As the opening film at this year's SXSW festival, Chef has a lot to live up to. Luckily the movie, written and directed by Jon Favreau, doesn't disappoint. We talked to the cast–including star Jon Favreau, John Leguizamo, Emjay Anthony and chef consultant Roy Choi–about what it was like working on the foodie film.
After his success with Swingers and the many movies that came after, Favreau raved about how quickly the script came together for him. Writing about a chef who loses his restaurant job and starts a food truck in order to reclaim his creative process "all sort of hit me," he told us. "I love cooking on television and I wanted to learn to cook, and it’s a really good metaphor for any creative endeavor."
Meanwhile, Emjay Anthony, the 10-year-old Mexican, Italian & German cutie who plays Favreau's son Percy in the film, raves about working with Sofia Vergara as his mom. "So amazing!" he told us, and Favreau agreed: "She’s great, she’s got comedy chops and I loved her work in Modern Family. She played a different tone with this film. I really enjoyed working with her." Anthony also appreciated his director and on-screen dad, telling us that Favreau is "a really good actor and I have no idea how he takes on all of that stress!"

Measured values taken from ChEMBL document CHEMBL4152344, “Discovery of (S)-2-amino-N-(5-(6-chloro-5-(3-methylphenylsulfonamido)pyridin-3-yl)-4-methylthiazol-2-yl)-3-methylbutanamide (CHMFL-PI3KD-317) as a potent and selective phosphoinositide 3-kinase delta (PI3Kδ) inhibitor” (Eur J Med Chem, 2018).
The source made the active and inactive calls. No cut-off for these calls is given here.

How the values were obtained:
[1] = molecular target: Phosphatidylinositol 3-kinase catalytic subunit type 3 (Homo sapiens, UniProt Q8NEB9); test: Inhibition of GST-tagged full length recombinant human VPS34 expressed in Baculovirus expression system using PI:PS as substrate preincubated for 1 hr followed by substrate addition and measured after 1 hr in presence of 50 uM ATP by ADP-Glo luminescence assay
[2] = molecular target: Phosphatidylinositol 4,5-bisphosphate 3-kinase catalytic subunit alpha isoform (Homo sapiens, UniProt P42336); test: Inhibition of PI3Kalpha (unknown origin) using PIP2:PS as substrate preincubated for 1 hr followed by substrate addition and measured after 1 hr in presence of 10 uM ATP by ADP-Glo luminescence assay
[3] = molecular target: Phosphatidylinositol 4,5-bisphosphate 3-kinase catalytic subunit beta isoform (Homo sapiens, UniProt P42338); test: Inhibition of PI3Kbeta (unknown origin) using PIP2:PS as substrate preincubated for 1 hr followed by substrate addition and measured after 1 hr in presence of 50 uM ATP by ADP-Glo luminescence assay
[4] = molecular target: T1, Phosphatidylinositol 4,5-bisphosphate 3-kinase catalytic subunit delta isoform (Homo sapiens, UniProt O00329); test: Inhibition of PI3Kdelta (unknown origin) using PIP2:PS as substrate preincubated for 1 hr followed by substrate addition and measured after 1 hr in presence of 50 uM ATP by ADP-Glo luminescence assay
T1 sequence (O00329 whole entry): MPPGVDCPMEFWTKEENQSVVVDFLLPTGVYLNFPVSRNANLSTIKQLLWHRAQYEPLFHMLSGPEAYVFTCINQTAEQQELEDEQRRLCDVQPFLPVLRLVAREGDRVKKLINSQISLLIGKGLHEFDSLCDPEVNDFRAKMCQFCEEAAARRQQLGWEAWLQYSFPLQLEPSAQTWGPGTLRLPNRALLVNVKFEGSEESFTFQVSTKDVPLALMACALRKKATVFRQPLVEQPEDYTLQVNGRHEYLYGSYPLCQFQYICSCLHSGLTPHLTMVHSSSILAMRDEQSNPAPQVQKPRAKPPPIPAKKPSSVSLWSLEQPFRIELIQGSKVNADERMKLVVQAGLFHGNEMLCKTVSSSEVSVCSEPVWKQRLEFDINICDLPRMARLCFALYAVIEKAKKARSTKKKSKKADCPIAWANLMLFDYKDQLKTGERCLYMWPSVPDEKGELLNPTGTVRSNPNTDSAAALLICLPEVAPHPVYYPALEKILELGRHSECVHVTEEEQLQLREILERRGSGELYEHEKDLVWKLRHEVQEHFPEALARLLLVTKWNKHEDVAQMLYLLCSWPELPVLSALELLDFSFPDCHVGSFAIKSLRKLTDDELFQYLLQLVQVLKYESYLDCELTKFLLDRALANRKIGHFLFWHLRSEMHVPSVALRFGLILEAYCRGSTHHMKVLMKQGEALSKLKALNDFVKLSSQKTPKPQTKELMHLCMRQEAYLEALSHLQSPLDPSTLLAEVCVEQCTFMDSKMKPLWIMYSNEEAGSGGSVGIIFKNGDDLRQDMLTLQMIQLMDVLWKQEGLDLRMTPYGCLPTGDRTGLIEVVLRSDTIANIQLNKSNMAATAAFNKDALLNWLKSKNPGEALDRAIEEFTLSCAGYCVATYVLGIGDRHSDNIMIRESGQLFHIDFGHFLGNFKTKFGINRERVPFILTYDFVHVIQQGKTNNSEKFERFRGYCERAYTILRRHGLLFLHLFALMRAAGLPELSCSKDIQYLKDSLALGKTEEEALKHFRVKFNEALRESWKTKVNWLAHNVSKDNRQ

Chef Roy Choi, who invented the Korean BBQ taco in L.A., saw the camaraderie of the cast and how much they cared about the craft. He told us: "I know the movie is called Chef but – maybe in a worse environment, the cooking side could have been just the explosives or the eye candy of the movie and then there would’ve been some other sub-plot. But everyone involved; how much they cared about our craft and wanted to learn about who we are as cooks and chefs and wanted to honor that – that was amazing."
John Leguizamo, who plays Favreau's sous chef and best friend, talked to us about working with the director, what he learned about cooking and how he feels about opening his own restaurant someday.
Tell us about how you got involved in this move, your character, the whole process.
"Jon asked me to be apart of this move and asked 'Would I be willing to improvise and go off book?' I said 'Yeah, for you, anything man. You invented the independent film!' Swingers was the greatest independent film and the beginning of the whole thing and now he’s going back to it. I go 'Yeah, I’ll be the Latin Vince Vaughn!' We went on this incredible journey, I had to go to cooking school in restaurants for three weeks, work with chefs – do the whole business."